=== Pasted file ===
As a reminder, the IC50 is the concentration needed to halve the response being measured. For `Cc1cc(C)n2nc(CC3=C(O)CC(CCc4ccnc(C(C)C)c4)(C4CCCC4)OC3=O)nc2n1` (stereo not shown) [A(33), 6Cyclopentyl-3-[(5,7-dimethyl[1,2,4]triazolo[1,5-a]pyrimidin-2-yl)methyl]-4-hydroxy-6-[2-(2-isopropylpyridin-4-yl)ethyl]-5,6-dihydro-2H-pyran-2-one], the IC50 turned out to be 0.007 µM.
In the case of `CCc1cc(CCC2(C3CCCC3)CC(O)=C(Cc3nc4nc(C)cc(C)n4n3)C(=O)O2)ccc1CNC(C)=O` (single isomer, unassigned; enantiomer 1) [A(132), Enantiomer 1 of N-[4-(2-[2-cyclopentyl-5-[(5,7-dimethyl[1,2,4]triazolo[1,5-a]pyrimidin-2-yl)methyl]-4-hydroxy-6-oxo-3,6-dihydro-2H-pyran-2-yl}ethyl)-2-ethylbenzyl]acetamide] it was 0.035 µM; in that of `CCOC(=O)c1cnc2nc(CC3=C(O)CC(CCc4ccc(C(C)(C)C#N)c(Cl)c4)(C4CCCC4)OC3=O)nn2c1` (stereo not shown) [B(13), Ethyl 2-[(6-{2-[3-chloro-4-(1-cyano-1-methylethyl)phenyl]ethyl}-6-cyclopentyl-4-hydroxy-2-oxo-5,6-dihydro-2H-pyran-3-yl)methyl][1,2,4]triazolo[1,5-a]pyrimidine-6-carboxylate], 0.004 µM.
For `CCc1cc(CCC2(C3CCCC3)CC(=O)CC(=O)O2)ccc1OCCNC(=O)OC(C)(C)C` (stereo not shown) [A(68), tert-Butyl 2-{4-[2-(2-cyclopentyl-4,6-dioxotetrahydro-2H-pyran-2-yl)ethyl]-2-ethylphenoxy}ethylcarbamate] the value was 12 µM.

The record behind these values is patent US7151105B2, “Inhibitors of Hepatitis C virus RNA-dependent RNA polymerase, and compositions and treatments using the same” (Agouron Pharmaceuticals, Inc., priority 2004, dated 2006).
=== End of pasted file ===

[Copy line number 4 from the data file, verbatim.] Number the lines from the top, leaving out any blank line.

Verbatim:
The record behind these values is patent US7151105B2, “Inhibitors of Hepatitis C virus RNA-dependent RNA polymerase, and compositions and treatments using the same” (Agouron Pharmaceuticals, Inc., priority 2004, dated 2006).